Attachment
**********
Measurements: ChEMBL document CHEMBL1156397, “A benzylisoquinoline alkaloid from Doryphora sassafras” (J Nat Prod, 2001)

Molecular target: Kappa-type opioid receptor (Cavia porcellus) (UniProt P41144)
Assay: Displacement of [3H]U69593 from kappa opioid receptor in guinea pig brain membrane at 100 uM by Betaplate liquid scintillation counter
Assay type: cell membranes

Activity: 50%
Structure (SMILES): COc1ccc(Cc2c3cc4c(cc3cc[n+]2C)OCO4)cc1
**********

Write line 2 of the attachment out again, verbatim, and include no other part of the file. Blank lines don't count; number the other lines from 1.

Molecular target: Kappa-type opioid receptor (Cavia porcellus) (UniProt P41144)